Children of the Corn (2009, Donald P. Borchers version)
Why there were something like seven or eight movies in the original "franchise"1, I don't know. The initial concept of the short story was neat: a married couple at the cusp of divorce find a forgotten corner of Nebraska where He Who Walks Behind the Rows is the local god and where all the practitioners of His violent religion are children. It is Innsmouth's Shadow set in the Heartland, the Cult Mysterious swathed in Christian iconography and corn, "The Lottery" where adulthood ends with an automatic dot, a literalization of the "baby-killer" epithet heaped on Vietnam vets, and reductio ad absurdum of the now-known-as Red States wearing of the Old Testament like a badge. The 1984 Fritz Kiersch original theatrical version starring Peter Horton and Linda Hamilton glossed over a lot of the lesser elements, and added some new, so there was room for a return to the source.
Donald Borchers' 2009 version, starring David Anders and Kandyse McClure, was originally a SyFy movie and then expanded, "uncut", and released on DVD through Anchor Bay. The plan was to more closely follow the original plot of the short story. We get new scenes to fill in some gaps of time and plot and some expanded dialogue between Burt and Vicky to see more of the marriage; and some non-story scenes amongst the children to delve deeper into their cult. Nearly all scenes are expanded from what an actual direct adapation would have brought about. For instance, the scene where Burt goes into the corn to see the blood the near beginning, a brief paragraph in the original, is now several minutes of screen time with inter-cuts back to Vicky and the car (rather than Vicky near the body, as in the original). Another example his first fight with the children, now involving a conversation with Isaac and a hand-to-hand fight with two kids instead of just one "red headed boy".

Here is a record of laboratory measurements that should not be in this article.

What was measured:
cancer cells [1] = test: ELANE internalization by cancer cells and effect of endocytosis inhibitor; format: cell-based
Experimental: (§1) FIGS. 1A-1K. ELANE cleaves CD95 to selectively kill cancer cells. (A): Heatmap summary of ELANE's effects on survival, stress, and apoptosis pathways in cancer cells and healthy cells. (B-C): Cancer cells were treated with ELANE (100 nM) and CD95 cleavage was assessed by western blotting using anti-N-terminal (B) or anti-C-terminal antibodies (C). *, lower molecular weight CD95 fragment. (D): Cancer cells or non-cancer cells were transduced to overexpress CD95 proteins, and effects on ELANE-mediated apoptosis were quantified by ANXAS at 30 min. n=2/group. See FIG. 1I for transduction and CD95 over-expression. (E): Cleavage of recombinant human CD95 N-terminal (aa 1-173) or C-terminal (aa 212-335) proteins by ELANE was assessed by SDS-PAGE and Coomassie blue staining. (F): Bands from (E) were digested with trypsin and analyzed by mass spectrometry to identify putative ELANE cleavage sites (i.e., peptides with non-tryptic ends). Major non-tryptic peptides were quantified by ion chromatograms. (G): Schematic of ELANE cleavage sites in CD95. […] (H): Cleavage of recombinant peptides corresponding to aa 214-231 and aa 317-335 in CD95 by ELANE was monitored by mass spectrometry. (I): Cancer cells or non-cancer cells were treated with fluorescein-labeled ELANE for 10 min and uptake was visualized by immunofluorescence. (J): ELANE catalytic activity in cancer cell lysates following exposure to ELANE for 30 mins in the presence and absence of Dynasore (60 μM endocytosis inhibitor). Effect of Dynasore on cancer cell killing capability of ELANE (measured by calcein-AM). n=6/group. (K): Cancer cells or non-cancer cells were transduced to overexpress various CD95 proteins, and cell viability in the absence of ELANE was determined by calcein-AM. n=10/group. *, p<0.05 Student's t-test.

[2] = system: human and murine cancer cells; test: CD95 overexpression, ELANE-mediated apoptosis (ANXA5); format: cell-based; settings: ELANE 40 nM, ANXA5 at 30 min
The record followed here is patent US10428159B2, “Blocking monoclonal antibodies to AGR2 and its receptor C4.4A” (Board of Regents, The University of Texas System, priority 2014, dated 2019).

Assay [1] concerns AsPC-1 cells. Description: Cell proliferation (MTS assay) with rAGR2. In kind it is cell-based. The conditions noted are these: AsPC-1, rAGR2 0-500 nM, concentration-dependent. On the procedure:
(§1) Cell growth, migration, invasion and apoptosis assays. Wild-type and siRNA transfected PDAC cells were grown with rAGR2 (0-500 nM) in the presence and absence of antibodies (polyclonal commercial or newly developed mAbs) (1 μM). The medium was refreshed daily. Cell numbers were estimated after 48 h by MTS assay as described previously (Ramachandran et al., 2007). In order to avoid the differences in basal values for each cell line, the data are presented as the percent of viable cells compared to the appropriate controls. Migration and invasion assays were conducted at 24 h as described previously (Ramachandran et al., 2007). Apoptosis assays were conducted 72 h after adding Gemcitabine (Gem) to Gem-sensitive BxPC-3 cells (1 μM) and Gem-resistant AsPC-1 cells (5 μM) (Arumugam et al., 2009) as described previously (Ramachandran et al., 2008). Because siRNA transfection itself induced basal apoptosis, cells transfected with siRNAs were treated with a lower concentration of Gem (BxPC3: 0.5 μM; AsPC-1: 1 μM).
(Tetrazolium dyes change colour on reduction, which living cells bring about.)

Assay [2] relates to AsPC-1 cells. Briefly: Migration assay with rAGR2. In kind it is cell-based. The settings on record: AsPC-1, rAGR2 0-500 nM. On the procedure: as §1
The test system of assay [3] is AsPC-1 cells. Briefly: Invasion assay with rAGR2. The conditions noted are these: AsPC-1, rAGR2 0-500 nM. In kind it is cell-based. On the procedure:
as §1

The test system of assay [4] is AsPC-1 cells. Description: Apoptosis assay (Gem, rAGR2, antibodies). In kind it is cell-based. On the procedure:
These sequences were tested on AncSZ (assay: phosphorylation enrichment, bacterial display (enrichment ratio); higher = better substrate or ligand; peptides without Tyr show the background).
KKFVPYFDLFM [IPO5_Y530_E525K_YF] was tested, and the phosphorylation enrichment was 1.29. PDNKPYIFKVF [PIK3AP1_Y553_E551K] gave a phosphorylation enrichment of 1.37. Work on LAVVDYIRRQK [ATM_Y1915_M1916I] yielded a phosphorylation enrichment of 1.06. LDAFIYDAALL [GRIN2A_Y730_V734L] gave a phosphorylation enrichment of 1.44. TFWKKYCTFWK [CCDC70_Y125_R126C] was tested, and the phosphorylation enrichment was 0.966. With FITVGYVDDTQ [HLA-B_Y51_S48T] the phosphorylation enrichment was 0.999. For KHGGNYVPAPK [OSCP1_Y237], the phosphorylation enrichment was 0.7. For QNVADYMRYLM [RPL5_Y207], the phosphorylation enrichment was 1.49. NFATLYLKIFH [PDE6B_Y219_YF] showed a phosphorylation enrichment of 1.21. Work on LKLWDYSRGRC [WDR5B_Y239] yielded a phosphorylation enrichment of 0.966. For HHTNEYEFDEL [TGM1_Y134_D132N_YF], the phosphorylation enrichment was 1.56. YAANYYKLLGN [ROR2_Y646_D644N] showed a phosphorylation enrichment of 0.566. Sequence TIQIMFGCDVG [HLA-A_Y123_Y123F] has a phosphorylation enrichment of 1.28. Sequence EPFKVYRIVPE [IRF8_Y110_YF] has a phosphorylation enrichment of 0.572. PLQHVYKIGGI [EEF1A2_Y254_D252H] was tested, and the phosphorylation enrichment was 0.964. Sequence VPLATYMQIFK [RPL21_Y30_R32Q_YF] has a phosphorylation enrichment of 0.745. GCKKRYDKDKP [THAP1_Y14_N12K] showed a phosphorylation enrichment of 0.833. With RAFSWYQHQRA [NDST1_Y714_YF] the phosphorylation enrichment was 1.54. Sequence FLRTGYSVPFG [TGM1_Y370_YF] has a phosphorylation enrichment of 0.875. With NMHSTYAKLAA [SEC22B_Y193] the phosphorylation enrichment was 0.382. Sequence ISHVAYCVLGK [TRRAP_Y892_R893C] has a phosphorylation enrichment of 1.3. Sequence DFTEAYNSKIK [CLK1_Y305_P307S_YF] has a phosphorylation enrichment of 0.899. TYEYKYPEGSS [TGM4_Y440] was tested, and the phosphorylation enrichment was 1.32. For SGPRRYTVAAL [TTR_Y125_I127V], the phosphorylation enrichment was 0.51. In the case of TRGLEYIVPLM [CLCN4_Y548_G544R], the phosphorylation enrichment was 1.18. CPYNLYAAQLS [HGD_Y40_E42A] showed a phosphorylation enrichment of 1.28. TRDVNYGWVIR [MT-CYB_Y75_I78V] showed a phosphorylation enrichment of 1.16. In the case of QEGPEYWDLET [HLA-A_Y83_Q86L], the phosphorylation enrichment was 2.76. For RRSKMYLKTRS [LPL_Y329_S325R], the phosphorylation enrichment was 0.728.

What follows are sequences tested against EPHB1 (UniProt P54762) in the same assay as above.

If all of the extensions were just longer takes to build up a horror mood, then it might have worked. Most of the extra scenes with the children are beneficial to the story: interweaving glimpses of Christian normalcy and blood thirsty rules following. Borchers, though, regularly explodes rather than extends, and we get Burt breaking a kids arm until the bone sticks out and later snapping a four year old's neck with blood gushing through a presumably bone-caused gash. Rather than a dozen bitchy lines, Vicky shrews on for about half of the movie's run time, bouncing back and forth from sneering attacks on Burt's masculinity to feable, hastily delivered apologies. Rather, though, than tap into some latent male-versus-female archetypes with deep anger and gender-inequality, it comes across as shallow play acting: as though this couple desperately trying to figure out why to stay married is actually a woman recently denied some trivial thing and turned temporarily sour against her slightly emotionally stunted husband2. I don't feel for Vicky and Burt, I am mostly annoyed by them. Likewise, most of the violence is played off as inconsequential. A man is turning violent on children who turned even more violent on him, and we are not given room to savor what this really means.
Two excesses are above and beyond for when it comes to stapling new scenes to the story without adding to its quality. The first "Cornfields of Vietnam" chapter, where Burt has flashbacks to his military days while being chased in the corn, and proceeds to attack and kill several children while being helped by his hallucinatory army buddies. The other is the "Time of Fertilization" scene, with two "teens" in a sweaty, five-minute love making while other children stand around and hop up and down excitedly. The only point this latter scene has is to show Isaac as a cold husk of a human while the others react more normally, while the former is possibly put there just in case you forgot about the whole "baby-killer" thing.
Fans of the original story will possibly like the loyalty to the original ending and the fact that much of the dialogue is taken more or less from King's prose.3 Fans who preferred the original movie to the story probably won't like it much at all. The corn feels more like a character here, though underused, which is a plus (and minus) in its favor, while Isaac's delivery, a strange rasping high pitched sermon, is going to be the big divider. When he atones justification for another round of killing, it chills you, but then some squeaky innocence bubbles out and the mood ends up shattered. I have a feeling that original TV version, which would have toned down some of the excess by the nature of the medium, might actually have worked for me.
The Unrated gets Meh, and I'll set the score at -1.2. I appreciate what they were trying to do, but somehow the original plan seems to have gotten buried under the corn.
Si Vales, Valeo
file under Horror